Members of ?aq’am (St. Mary’s band) will have a chance to control land use decisions on the reserve with a significant ratification vote next week.
From Monday, April 14 to Wednesday, April 16, eligible voters will head to the polls to vote yes or no for ?aq’am’s land code.
The land code will let the band govern its own lands and resources, without having to go through the federal ministry of Aboriginal Affairs and Northern Development.
Leeanna Rhodes, governance coordinator for the band, said that relatively simple land transfers become complex because of the communication between the two governments.
“Something that would take 20 minutes to do if we managed our own land is taking anywhere from three weeks to six months.”
The land act will also allow the band to make laws about management of the reserve’s lands and resources, such as a land use plan for zoning, similar to an official community plan.
The band would be able to develop no trespassing laws, laws for land subdivisions and liabilities. But those laws will not pertain to oil and gas, uranium or radioactive minerals, fisheries, endangered species or migratory birds.
If the land act is ratified, it would also mean the band can pursue economic development opportunities a lot faster, Rhodes said.
“We would be able to do more economic development at the speed of business instead of waiting three years for the government to say yay or nay, you can have this business on your reserve.”
As an example, Rhodes said that the plant nursery on the reserve took three years to be approved by the federal ministry.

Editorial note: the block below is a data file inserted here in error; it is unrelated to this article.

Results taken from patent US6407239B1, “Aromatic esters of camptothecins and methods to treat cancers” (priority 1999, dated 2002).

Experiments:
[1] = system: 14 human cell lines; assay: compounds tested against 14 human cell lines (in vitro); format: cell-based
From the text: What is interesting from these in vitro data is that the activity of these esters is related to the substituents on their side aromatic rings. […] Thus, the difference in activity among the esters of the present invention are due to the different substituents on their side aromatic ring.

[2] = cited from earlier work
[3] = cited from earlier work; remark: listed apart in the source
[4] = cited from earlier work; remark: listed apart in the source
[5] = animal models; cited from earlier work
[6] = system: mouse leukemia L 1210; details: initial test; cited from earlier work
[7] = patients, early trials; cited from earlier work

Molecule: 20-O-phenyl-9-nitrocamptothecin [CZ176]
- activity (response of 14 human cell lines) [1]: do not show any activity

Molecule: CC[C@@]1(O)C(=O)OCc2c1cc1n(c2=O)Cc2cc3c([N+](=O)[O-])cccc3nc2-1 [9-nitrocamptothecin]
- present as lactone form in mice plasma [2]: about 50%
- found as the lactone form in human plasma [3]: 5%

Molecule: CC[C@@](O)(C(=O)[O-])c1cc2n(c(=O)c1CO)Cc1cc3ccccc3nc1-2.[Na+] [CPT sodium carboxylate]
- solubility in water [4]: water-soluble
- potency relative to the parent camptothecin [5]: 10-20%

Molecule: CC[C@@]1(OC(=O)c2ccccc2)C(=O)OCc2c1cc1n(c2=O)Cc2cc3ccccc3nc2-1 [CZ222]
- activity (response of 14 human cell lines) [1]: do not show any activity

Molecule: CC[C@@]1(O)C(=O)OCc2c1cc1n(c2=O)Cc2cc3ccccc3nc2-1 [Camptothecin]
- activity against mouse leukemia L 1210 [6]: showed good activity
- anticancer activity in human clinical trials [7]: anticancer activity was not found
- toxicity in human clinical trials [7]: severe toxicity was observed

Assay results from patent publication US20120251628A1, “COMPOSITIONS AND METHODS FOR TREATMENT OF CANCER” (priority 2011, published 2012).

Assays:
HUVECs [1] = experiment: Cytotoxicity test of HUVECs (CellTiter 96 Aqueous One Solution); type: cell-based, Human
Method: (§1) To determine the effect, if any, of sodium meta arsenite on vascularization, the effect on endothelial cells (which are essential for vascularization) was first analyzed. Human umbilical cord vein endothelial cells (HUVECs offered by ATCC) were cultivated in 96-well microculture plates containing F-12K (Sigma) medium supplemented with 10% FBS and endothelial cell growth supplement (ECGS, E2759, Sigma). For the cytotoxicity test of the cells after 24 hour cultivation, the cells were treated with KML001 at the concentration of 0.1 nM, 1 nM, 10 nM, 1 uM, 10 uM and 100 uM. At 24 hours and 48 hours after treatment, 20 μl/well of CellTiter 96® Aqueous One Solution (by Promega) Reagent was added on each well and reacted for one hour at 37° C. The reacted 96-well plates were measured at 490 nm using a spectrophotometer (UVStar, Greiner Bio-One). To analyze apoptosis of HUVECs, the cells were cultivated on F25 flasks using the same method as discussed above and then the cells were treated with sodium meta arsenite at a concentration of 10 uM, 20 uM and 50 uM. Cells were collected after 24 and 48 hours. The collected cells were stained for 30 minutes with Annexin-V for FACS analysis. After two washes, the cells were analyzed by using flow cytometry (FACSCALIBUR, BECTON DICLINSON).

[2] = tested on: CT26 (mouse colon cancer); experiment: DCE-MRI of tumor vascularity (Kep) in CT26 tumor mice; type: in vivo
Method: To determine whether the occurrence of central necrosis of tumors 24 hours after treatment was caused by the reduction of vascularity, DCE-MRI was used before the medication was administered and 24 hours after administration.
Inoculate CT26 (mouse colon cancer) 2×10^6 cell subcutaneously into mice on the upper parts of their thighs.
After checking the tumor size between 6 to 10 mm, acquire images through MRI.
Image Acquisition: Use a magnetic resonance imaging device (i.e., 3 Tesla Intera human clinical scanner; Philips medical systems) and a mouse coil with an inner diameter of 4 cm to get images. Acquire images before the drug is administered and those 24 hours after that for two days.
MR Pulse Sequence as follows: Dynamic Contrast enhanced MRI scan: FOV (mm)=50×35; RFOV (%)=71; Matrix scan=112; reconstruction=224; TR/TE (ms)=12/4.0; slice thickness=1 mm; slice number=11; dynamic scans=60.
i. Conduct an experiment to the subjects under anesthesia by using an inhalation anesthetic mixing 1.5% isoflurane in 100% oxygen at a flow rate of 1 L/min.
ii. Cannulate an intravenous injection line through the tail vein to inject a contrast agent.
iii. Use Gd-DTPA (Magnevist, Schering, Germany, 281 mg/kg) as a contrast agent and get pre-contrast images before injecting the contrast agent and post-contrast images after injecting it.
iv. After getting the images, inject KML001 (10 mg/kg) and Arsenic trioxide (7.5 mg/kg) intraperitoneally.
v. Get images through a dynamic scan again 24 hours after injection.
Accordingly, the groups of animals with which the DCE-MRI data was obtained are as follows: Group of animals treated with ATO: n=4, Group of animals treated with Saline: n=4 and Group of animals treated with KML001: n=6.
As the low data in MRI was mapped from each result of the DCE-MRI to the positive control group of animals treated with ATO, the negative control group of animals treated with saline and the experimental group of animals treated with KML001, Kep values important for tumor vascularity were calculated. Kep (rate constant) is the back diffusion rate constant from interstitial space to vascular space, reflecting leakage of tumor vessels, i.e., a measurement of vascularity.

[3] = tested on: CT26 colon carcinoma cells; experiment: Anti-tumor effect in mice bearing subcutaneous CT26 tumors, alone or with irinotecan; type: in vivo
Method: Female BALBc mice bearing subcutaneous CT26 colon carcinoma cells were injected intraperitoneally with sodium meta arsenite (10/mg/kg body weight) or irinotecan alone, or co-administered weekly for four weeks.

?aq’am has been working on the land act for the past two years, and it all leads up to next week’s ratification vote. In order for the land act to be approved, 50 per cent plus one of votes must be in favour.
There are 278 members of ?aq’am, and Rhodes said they hope to have at least 130 members voting next week.
“Everyone is saying, this is reserve land, that means it’s our land. Well no, we don’t have the rights to manage reserve lands without the government’s consent.”
If ratified, the land act will allow the band to be clear of 34 provisions of the Indian Act – about one third of the act.
Currently across Canada, 45 bands have ratified a land code, nine bands failed to ratify the code, 22 bands, such as ?aq’am, are in the process of developing a land code, and 29 bands are set to start that process this year.
An open house about the ?aq’am (St. Mary’s Band) land code will be held today, Thursday, April 10 from 9 a.m. to 7 p.m. at the band hall for band members to find out more and ask questions.